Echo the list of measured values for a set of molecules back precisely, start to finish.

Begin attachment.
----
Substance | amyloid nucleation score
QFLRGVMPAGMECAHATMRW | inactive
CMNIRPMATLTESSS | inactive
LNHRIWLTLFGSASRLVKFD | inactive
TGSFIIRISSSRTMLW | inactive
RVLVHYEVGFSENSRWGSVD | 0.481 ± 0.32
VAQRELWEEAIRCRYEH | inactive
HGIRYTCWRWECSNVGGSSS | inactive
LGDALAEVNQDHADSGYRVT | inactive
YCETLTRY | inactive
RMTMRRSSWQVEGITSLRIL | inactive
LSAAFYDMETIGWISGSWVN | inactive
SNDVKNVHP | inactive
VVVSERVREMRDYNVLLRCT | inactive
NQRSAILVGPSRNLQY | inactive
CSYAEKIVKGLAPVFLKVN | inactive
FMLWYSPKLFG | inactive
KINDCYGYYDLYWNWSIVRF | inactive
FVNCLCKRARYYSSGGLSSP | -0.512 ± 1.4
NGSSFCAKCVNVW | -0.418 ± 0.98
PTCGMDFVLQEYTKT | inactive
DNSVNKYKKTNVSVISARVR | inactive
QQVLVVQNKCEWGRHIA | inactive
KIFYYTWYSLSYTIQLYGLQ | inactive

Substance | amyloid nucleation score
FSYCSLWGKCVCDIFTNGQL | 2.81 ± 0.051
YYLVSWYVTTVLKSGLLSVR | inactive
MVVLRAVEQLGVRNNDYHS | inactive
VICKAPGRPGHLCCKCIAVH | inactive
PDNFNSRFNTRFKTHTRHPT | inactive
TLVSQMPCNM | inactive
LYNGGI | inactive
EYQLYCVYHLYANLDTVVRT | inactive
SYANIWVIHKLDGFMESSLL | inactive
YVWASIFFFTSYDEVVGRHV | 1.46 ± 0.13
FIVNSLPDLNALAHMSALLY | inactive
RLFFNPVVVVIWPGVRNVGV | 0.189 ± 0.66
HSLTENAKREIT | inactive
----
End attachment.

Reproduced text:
Substance | amyloid nucleation score
QFLRGVMPAGMECAHATMRW | inactive
CMNIRPMATLTESSS | inactive
LNHRIWLTLFGSASRLVKFD | inactive
TGSFIIRISSSRTMLW | inactive
RVLVHYEVGFSENSRWGSVD | 0.481 ± 0.32
VAQRELWEEAIRCRYEH | inactive
HGIRYTCWRWECSNVGGSSS | inactive
LGDALAEVNQDHADSGYRVT | inactive
YCETLTRY | inactive
RMTMRRSSWQVEGITSLRIL | inactive
LSAAFYDMETIGWISGSWVN | inactive
SNDVKNVHP | inactive
VVVSERVREMRDYNVLLRCT | inactive
NQRSAILVGPSRNLQY | inactive
CSYAEKIVKGLAPVFLKVN | inactive
FMLWYSPKLFG | inactive
KINDCYGYYDLYWNWSIVRF | inactive
FVNCLCKRARYYSSGGLSSP | -0.512 ± 1.4
NGSSFCAKCVNVW | -0.418 ± 0.98
PTCGMDFVLQEYTKT | inactive
DNSVNKYKKTNVSVISARVR | inactive
QQVLVVQNKCEWGRHIA | inactive
KIFYYTWYSLSYTIQLYGLQ | inactive

Substance | amyloid nucleation score
FSYCSLWGKCVCDIFTNGQL | 2.81 ± 0.051
YYLVSWYVTTVLKSGLLSVR | inactive
MVVLRAVEQLGVRNNDYHS | inactive
VICKAPGRPGHLCCKCIAVH | inactive
PDNFNSRFNTRFKTHTRHPT | inactive
TLVSQMPCNM | inactive
LYNGGI | inactive
EYQLYCVYHLYANLDTVVRT | inactive
SYANIWVIHKLDGFMESSLL | inactive
YVWASIFFFTSYDEVVGRHV | 1.46 ± 0.13
FIVNSLPDLNALAHMSALLY | inactive
RLFFNPVVVVIWPGVRNVGV | 0.189 ± 0.66
HSLTENAKREIT | inactive